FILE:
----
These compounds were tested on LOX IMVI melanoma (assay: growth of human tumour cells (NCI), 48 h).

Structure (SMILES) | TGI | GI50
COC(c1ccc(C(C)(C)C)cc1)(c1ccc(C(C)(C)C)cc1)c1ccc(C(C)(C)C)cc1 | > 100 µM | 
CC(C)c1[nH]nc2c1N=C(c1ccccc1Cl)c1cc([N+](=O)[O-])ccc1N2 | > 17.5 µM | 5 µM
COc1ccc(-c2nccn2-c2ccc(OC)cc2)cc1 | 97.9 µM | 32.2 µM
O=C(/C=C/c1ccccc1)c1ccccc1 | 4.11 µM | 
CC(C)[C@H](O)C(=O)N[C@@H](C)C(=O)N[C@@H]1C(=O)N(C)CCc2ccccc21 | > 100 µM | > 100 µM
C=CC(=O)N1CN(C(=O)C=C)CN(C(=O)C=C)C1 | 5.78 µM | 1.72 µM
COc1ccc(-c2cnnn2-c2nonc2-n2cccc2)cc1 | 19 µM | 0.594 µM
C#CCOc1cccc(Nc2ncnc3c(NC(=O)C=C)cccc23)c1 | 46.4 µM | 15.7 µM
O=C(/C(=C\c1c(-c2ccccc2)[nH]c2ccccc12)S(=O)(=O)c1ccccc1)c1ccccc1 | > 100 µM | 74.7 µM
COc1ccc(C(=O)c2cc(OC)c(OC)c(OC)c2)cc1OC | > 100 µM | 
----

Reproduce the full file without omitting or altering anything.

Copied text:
These compounds were tested on LOX IMVI melanoma (assay: growth of human tumour cells (NCI), 48 h).

Structure (SMILES) | TGI | GI50
COC(c1ccc(C(C)(C)C)cc1)(c1ccc(C(C)(C)C)cc1)c1ccc(C(C)(C)C)cc1 | > 100 µM | 
CC(C)c1[nH]nc2c1N=C(c1ccccc1Cl)c1cc([N+](=O)[O-])ccc1N2 | > 17.5 µM | 5 µM
COc1ccc(-c2nccn2-c2ccc(OC)cc2)cc1 | 97.9 µM | 32.2 µM
O=C(/C=C/c1ccccc1)c1ccccc1 | 4.11 µM | 
CC(C)[C@H](O)C(=O)N[C@@H](C)C(=O)N[C@@H]1C(=O)N(C)CCc2ccccc21 | > 100 µM | > 100 µM
C=CC(=O)N1CN(C(=O)C=C)CN(C(=O)C=C)C1 | 5.78 µM | 1.72 µM
COc1ccc(-c2cnnn2-c2nonc2-n2cccc2)cc1 | 19 µM | 0.594 µM
C#CCOc1cccc(Nc2ncnc3c(NC(=O)C=C)cccc23)c1 | 46.4 µM | 15.7 µM
O=C(/C(=C\c1c(-c2ccccc2)[nH]c2ccccc12)S(=O)(=O)c1ccccc1)c1ccccc1 | > 100 µM | 74.7 µM
COc1ccc(C(=O)c2cc(OC)c(OC)c(OC)c2)cc1OC | > 100 µM | 